Spreading the Risk and Reaping the Rewards
Updated: Feb 26, 2020
I’ve spent more than 15 years working with SBMs and Finance teams in Maintained, Independent and Academy schools and, not surprisingly, the vast majority opt for an easy life when it comes to managing any surplus funds they may have, forgoing the potential to increase interest earned on cash held. Most have a good opportunity to increase the interest they earn without adding significant additional administration to their or their team’s workloads.
Whilst interest rates may still be very low, you can still aim to increase the interest returns you make from Bank cash deposit facilities.
Many schools are under the assumption that they are tied to their existing bank for their deposits.
You are NOT!
In fact, any school with surplus funds should be looking at how and where they place deposits.
Your first call should be your ‘Investment Policy’ and, if one does not exist or is rather long in the tooth, it’s an ideal opportunity to create one or bring it up to date.
As a minimum, your policy should look at the following criteria:
1. Roles & Responsibilities
2. Liquidity & Review Frequency
3. Type and term of Investments
4. Counterparty Risk
Roles and Responsibilities:
Your Board, Governors or Trustees should be agreeing the framework of the policy to ensure input from a wider group of individuals. They should also agree who has the responsibility and autonomy to implement the policy.
Liquidity and Review Frequency
When setting the policy, a decision around ‘liquidity and reserves’ should be agreed and defined. For example, your school or Trust may want to state that reserves of a certain value be kept on either instant access or short-term (sub 40 day) notice. Many schools set a value of between 1 and 3 month’s salary to be held on instant access or short term notice (or, for an Independent school, a term’s funding).
Your policy should also set a frequency for review to ensure that it continues to be ‘fit for purpose’.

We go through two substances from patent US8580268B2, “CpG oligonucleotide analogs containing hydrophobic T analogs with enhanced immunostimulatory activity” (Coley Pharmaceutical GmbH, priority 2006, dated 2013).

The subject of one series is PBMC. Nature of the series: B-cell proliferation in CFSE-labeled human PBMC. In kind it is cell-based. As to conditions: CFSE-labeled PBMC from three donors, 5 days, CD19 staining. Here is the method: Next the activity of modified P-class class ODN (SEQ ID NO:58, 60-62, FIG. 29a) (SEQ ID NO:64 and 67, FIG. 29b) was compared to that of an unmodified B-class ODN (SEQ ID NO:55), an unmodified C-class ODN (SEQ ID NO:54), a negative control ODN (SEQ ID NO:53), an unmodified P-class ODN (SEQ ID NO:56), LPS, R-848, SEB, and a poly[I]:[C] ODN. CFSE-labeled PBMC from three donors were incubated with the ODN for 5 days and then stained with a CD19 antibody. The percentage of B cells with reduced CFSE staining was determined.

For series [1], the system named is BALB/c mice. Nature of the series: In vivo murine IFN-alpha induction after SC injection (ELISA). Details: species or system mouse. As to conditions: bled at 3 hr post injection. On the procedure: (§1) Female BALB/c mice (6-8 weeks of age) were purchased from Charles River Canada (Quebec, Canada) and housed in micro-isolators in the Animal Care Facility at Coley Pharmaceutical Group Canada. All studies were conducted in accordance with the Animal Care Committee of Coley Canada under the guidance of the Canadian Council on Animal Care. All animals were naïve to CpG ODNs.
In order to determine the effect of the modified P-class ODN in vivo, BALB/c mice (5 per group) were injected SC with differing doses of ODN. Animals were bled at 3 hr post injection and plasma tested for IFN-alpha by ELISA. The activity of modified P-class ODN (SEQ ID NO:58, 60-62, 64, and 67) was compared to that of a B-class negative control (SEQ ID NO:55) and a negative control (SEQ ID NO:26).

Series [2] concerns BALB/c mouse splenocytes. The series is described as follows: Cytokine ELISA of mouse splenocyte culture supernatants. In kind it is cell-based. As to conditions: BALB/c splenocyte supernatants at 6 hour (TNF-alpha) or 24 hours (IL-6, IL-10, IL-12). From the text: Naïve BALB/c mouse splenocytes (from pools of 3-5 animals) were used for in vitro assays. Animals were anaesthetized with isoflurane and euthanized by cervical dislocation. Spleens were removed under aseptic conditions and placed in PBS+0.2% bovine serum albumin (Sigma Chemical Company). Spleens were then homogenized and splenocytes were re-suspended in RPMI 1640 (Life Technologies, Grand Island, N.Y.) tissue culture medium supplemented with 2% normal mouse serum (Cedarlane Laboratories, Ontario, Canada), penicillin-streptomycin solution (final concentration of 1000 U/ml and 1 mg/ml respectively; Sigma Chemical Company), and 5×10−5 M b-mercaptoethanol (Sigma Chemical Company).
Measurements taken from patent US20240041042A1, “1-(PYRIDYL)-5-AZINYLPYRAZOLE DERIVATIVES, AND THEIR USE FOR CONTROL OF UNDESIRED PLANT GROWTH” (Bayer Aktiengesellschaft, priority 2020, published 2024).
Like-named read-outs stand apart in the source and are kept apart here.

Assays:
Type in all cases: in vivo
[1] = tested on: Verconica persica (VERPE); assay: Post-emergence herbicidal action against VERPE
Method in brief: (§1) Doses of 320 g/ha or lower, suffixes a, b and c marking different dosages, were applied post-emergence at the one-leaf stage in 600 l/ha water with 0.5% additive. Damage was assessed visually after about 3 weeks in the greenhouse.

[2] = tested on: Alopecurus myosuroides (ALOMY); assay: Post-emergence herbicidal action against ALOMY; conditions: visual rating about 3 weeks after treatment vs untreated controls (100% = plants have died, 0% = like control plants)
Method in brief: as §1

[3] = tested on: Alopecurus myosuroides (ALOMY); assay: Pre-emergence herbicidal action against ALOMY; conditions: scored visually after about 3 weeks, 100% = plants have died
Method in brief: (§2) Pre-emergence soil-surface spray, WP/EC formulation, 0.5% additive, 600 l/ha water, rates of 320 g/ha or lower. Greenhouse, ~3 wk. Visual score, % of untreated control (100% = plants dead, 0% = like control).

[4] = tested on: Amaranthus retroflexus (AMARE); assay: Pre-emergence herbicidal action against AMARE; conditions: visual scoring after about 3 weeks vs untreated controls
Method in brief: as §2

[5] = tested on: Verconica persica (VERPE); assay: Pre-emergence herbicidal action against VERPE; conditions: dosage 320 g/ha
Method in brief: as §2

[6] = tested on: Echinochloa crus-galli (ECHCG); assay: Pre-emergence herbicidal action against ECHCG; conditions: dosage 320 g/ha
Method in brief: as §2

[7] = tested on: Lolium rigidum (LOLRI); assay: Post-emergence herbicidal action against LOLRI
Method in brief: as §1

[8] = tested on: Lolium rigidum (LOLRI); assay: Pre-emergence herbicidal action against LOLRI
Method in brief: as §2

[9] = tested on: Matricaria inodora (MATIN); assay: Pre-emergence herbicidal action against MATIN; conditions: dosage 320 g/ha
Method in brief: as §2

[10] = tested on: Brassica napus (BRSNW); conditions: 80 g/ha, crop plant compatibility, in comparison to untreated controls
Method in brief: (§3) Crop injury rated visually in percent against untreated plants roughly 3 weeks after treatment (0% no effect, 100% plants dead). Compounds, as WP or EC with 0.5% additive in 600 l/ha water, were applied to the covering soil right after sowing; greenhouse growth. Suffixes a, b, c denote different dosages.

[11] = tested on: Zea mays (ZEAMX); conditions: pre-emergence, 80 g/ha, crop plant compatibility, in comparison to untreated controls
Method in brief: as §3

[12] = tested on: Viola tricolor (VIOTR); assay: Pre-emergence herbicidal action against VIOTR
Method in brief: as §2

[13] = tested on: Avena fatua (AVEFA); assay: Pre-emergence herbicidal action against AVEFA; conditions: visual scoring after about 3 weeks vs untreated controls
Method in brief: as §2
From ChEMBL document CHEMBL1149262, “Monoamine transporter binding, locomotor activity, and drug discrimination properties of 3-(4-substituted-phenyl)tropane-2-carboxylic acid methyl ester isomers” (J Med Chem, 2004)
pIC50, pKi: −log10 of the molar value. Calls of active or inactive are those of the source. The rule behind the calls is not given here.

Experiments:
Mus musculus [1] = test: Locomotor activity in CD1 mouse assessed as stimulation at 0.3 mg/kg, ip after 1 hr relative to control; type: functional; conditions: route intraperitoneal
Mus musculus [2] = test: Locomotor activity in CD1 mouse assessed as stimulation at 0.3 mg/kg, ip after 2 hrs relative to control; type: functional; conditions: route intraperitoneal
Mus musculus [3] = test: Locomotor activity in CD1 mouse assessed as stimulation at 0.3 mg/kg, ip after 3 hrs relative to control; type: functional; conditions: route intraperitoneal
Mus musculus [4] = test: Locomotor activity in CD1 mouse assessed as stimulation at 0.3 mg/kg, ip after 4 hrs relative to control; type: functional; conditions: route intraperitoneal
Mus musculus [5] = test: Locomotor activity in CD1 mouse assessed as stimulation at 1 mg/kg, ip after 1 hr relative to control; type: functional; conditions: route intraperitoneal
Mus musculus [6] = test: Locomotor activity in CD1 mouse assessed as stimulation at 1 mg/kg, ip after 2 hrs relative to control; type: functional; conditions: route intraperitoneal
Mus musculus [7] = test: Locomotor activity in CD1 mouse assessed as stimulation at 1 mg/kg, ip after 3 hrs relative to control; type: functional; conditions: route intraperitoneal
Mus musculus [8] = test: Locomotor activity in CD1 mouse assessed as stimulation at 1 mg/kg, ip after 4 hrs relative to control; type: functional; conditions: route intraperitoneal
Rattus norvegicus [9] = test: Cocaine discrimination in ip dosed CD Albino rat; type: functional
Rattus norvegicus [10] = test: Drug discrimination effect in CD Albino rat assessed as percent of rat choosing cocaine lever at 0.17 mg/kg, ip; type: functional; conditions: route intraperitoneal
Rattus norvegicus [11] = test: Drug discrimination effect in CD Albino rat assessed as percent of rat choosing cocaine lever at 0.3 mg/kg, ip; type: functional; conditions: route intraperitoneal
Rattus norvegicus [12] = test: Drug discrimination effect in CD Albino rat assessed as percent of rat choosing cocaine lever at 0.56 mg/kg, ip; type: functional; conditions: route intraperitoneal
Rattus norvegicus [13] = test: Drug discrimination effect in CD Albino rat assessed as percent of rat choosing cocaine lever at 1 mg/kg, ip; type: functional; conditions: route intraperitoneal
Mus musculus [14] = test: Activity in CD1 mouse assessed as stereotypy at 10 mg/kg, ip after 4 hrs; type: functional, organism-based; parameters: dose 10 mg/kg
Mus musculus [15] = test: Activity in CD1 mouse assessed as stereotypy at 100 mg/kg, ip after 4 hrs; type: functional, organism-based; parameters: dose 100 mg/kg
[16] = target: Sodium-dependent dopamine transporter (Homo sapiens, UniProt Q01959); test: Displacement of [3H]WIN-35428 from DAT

Type and term of Investments:
Your policy should state the maximum term and type of investment that can be considered. Maintained Schools and Academies will have a duty of care to funds they hold as they are public funds. As such, most state-funded schools would not consider any form of deposit other than a cash deposit. Additionally, as state funded schools should ideally not be looking at very long term deposits, most would not consider a term deposit of more than 12 months.
Type of Organisation you are prepared to invest in:
That speculative investment you’ve seen advertised on Facebook may sound too good to be true (And it IS too good to be true!), therefore you will probably want to avoid any speculative investments with a high level of risk with your school funds.
Most schools I have worked with tend to limit their cash deposits to Banks operating in the UK and regulated by an organisation such as the Prudential Regulation Authority (PRA) and the Financial Conduct Authority (FCA).
You may want to further limit who you deposit with and how much you choose to place with any single organisation. Though it is worth remembering that this needs to be operationally achievable! There is no point at all in stating in your policy that you can only have £500,000 held with any one organisation if your monthly budget is £1,000,000 as your policy will be breached as soon as your monthly budget is received.
You will also want to consider how many counterparties you will need to have if you put a relatively small limit on funds held with each. A restriction of £10,000 per organisation is a challenging one to manage if you are placing £3,000,000 on deposit….
As such, you may wish to consider 2 levels of maximum deposit per organisation e.g.:
With our main bankers, we will limit the funds held to £X )(or even no limit) and, for additional organisations limit the funds deposited to £Y (ensuring that the value is sufficient to not require dozens of different providers unless you wish to spread funds very thinly).
Many schools and Trusts believe they are covered by the Financial Services Compensation Scheme (FSCS) should a deposit provider cease trading. Unfortunately, the FSCS will not confirm if a school is covered until the point a deposit taker actually fails. They point towards the guidance set out in the PRA rule book which states, amongst other criteria, that a deposit by a local authority is not eligible unless it is a small local authority (turnover of 500,000 Euros equivalent or less).
Many banks will have deposit products specifically for the education sector. It is highly likely that you will be able to use your Banking and Deposit consultant to provide rates available to you from a number of banks.
If you need a draft Investment Policy for your school or MAT, let us know and we can send you one.